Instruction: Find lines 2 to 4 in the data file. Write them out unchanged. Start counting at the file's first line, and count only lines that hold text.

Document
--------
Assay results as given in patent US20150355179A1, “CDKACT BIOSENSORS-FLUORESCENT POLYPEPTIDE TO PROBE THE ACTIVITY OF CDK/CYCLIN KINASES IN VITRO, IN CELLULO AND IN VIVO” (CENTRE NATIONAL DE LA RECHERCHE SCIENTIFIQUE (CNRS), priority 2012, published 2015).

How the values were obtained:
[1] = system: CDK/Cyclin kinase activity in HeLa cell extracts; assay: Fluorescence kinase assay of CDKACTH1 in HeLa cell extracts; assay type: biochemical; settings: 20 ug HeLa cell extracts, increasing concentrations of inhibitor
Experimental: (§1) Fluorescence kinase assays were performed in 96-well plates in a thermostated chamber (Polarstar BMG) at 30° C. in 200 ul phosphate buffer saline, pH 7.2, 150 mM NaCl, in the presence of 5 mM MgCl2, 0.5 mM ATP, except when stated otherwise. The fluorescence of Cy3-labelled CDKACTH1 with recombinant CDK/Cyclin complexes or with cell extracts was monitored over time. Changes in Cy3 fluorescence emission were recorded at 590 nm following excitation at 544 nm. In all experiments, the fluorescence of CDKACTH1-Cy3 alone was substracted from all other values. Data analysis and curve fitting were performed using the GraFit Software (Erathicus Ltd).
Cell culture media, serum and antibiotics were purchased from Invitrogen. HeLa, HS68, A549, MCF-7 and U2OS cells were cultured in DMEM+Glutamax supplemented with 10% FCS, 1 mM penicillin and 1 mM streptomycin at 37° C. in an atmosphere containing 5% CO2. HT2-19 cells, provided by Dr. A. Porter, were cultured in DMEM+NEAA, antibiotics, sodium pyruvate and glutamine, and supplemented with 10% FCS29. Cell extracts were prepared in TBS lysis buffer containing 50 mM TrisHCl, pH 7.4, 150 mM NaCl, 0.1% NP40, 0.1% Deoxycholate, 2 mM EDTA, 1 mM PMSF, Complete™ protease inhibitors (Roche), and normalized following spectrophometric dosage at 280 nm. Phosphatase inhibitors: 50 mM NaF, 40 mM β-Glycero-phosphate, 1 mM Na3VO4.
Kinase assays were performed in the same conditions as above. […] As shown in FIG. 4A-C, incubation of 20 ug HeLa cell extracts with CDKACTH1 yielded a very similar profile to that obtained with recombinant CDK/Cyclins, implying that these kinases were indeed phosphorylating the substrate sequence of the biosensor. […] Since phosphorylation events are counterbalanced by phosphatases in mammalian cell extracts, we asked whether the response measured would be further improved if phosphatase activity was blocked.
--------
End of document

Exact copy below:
How the values were obtained:
[1] = system: CDK/Cyclin kinase activity in HeLa cell extracts; assay: Fluorescence kinase assay of CDKACTH1 in HeLa cell extracts; assay type: biochemical; settings: 20 ug HeLa cell extracts, increasing concentrations of inhibitor
Experimental: (§1) Fluorescence kinase assays were performed in 96-well plates in a thermostated chamber (Polarstar BMG) at 30° C. in 200 ul phosphate buffer saline, pH 7.2, 150 mM NaCl, in the presence of 5 mM MgCl2, 0.5 mM ATP, except when stated otherwise. The fluorescence of Cy3-labelled CDKACTH1 with recombinant CDK/Cyclin complexes or with cell extracts was monitored over time. Changes in Cy3 fluorescence emission were recorded at 590 nm following excitation at 544 nm. In all experiments, the fluorescence of CDKACTH1-Cy3 alone was substracted from all other values. Data analysis and curve fitting were performed using the GraFit Software (Erathicus Ltd).